The cover of the CD, created with the graphic design skills of Laura Lucas and photographic talents of Marilyn Holmes, reflects this juxtaposition of silly and serious. Created with objects scored on eBay and purchased from the local antique store, it shows a tiny wooden sailboat with two musician cats happily playing music while the Titanic sinks in the background.

"It's kind of iconic for the times," Tengs said of the design. "The idea was to have these guys sailing along blissfully, totally unaware of society sinking behind them."

"The ship of state is in trouble but it doesn't really matter that much to us," McDonnell added. "We know what's really important."

The band's first Folk Festival performance was in 1993. Tengs' friend, Mark Hochhauser, had recorded a CD of songs with lyrics taken verbatim from author Robert Fulghum's books, such as "It Was on Fire When I Lay Down On It." The CD, which also was one of McDonnell's first recording projects, inspired Tengs to perform several tracks with a group of friends.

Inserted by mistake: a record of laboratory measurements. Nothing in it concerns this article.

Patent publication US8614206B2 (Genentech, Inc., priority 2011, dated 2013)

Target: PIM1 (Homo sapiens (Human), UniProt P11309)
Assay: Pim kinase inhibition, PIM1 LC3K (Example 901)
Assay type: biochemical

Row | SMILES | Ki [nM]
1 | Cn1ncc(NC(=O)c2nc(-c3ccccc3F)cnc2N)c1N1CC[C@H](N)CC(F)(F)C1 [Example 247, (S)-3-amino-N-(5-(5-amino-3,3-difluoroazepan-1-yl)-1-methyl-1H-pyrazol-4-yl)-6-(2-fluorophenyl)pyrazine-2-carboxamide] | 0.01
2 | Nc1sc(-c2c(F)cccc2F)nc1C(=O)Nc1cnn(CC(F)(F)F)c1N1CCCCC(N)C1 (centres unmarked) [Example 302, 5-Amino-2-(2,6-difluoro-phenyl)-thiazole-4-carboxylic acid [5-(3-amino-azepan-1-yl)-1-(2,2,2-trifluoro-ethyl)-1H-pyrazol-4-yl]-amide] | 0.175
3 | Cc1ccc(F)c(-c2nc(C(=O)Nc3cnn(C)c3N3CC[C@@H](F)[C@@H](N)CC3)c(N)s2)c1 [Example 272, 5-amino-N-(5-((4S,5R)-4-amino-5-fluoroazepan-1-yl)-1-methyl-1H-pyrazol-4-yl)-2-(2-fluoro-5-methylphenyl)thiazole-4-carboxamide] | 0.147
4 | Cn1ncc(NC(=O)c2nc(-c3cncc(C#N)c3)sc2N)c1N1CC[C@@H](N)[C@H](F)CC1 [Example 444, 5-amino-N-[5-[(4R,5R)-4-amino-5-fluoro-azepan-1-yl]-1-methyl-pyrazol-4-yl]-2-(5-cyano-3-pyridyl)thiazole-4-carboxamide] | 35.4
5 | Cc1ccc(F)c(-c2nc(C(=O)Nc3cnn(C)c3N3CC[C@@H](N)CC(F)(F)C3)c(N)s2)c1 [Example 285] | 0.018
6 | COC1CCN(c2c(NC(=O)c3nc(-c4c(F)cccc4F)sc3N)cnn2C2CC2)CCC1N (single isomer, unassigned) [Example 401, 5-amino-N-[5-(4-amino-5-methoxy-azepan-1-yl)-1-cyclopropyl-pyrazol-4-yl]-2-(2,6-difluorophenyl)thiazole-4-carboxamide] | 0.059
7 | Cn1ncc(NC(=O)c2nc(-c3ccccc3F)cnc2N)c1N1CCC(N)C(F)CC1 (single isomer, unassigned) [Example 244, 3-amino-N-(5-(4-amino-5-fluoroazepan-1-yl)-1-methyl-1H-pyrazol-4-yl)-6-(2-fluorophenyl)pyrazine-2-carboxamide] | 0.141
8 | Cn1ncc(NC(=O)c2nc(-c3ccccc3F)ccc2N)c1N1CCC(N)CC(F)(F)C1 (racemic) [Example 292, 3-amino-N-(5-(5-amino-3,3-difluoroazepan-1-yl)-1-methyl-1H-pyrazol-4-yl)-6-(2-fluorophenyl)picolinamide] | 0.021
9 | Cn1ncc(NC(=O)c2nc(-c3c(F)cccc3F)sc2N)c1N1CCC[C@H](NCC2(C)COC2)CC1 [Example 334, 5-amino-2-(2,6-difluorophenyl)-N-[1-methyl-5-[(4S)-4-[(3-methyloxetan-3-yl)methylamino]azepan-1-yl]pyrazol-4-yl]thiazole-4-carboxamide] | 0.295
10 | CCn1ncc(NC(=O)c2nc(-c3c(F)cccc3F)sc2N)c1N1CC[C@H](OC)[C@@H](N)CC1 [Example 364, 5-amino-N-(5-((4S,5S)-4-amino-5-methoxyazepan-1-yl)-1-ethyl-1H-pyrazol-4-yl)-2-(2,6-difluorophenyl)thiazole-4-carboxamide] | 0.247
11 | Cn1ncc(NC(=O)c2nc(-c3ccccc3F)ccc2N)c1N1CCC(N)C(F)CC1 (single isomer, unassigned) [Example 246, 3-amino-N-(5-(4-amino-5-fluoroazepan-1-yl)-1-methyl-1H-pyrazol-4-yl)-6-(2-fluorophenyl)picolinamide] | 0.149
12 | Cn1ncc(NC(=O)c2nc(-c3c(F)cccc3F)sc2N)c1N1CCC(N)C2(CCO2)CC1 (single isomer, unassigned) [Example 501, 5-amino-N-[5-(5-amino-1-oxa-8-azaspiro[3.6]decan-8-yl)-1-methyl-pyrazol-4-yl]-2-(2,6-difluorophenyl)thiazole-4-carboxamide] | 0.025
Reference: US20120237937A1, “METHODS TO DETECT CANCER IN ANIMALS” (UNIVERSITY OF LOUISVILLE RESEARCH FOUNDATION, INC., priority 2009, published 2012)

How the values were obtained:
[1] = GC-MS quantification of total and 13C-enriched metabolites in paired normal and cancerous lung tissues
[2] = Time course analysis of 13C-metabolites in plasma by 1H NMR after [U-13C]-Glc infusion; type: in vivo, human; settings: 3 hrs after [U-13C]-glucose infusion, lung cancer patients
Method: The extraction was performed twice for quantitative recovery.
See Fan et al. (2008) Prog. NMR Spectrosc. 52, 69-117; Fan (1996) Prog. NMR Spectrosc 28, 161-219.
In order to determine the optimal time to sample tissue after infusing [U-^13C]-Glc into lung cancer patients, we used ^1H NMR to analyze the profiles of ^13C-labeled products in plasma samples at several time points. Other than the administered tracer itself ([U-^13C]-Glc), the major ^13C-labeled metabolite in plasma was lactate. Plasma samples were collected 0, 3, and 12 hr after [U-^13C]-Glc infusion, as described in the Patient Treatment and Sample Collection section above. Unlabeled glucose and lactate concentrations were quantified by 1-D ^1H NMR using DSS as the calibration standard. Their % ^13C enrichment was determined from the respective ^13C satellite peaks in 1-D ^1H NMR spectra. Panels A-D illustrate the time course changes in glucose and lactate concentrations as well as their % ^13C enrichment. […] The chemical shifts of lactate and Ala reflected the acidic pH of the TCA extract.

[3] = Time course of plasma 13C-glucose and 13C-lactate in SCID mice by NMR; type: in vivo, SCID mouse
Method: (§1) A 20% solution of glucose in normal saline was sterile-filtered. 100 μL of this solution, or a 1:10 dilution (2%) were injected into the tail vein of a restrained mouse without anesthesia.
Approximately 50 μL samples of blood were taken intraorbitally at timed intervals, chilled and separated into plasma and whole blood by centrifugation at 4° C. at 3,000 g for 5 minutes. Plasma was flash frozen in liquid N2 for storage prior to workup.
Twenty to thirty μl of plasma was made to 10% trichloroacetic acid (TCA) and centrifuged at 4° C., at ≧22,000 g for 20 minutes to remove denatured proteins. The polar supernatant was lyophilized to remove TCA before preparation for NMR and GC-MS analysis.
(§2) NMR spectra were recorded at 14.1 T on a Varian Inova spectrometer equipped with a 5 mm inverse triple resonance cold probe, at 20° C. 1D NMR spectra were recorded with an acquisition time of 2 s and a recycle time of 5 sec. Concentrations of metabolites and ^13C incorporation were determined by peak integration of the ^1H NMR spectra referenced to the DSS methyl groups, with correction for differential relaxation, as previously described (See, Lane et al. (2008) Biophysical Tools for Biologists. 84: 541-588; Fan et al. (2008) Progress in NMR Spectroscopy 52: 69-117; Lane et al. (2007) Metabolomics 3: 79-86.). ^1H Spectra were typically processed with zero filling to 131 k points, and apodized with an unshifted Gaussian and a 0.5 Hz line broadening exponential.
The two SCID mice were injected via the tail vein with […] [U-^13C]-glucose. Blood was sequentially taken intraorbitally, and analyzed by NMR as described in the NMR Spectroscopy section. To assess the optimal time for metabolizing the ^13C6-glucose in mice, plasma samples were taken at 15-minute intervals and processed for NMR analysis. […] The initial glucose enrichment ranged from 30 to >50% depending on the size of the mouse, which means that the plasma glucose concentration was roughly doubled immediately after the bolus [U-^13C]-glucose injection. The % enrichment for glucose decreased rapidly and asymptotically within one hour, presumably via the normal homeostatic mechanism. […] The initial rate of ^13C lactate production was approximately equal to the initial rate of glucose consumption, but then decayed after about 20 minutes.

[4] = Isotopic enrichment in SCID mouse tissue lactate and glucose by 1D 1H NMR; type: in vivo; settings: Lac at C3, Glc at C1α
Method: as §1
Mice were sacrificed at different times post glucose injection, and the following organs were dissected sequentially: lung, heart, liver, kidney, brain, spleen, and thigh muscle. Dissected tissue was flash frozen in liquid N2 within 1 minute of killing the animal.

Having the lyrics taken care of was a good way for him to get his start in writing music, he said.

"It was kind of like putting the phone book to music in some ways, only a little easier," Tengs said.

After Hochhauser left town, Tengs wanted to keep the momentum going. But having already used the best material from Fulghum's text, he was forced to turn to writing lyrics himself. A Fulghum session became "full-jam session," which led to the band's current name, The Preserves. The band has been performing Tengs' original music nearly every year since 1995.